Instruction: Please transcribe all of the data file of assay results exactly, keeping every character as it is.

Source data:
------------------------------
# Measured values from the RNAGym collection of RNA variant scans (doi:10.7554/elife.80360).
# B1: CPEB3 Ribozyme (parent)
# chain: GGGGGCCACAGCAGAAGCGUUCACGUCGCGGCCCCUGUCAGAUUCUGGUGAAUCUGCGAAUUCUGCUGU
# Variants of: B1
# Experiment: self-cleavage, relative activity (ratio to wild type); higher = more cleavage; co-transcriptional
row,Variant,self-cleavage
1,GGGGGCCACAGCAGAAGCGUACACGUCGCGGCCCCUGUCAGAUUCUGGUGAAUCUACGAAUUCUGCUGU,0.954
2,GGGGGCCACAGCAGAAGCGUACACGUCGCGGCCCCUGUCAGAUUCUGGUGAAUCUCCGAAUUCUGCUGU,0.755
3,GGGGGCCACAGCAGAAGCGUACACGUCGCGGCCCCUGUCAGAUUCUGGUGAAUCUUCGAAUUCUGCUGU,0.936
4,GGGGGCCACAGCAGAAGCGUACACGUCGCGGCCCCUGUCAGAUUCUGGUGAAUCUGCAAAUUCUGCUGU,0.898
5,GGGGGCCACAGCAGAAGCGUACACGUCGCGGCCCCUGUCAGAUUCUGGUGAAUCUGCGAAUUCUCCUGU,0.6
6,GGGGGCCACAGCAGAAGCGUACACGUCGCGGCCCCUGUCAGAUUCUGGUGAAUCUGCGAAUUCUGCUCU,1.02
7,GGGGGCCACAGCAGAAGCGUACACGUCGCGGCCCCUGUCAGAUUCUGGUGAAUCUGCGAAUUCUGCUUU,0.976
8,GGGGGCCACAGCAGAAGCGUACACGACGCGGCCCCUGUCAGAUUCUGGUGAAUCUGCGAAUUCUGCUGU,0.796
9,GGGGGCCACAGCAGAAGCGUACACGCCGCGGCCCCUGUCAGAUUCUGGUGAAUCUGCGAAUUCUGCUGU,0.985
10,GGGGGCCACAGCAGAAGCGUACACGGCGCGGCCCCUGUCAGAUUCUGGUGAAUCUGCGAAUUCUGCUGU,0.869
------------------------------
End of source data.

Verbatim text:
# Measured values from the RNAGym collection of RNA variant scans (doi:10.7554/elife.80360).
# B1: CPEB3 Ribozyme (parent)
# chain: GGGGGCCACAGCAGAAGCGUUCACGUCGCGGCCCCUGUCAGAUUCUGGUGAAUCUGCGAAUUCUGCUGU
# Variants of: B1
# Experiment: self-cleavage, relative activity (ratio to wild type); higher = more cleavage; co-transcriptional
row,Variant,self-cleavage
1,GGGGGCCACAGCAGAAGCGUACACGUCGCGGCCCCUGUCAGAUUCUGGUGAAUCUACGAAUUCUGCUGU,0.954
2,GGGGGCCACAGCAGAAGCGUACACGUCGCGGCCCCUGUCAGAUUCUGGUGAAUCUCCGAAUUCUGCUGU,0.755
3,GGGGGCCACAGCAGAAGCGUACACGUCGCGGCCCCUGUCAGAUUCUGGUGAAUCUUCGAAUUCUGCUGU,0.936
4,GGGGGCCACAGCAGAAGCGUACACGUCGCGGCCCCUGUCAGAUUCUGGUGAAUCUGCAAAUUCUGCUGU,0.898
5,GGGGGCCACAGCAGAAGCGUACACGUCGCGGCCCCUGUCAGAUUCUGGUGAAUCUGCGAAUUCUCCUGU,0.6
6,GGGGGCCACAGCAGAAGCGUACACGUCGCGGCCCCUGUCAGAUUCUGGUGAAUCUGCGAAUUCUGCUCU,1.02
7,GGGGGCCACAGCAGAAGCGUACACGUCGCGGCCCCUGUCAGAUUCUGGUGAAUCUGCGAAUUCUGCUUU,0.976
8,GGGGGCCACAGCAGAAGCGUACACGACGCGGCCCCUGUCAGAUUCUGGUGAAUCUGCGAAUUCUGCUGU,0.796
9,GGGGGCCACAGCAGAAGCGUACACGCCGCGGCCCCUGUCAGAUUCUGGUGAAUCUGCGAAUUCUGCUGU,0.985
10,GGGGGCCACAGCAGAAGCGUACACGGCGCGGCCCCUGUCAGAUUCUGGUGAAUCUGCGAAUUCUGCUGU,0.869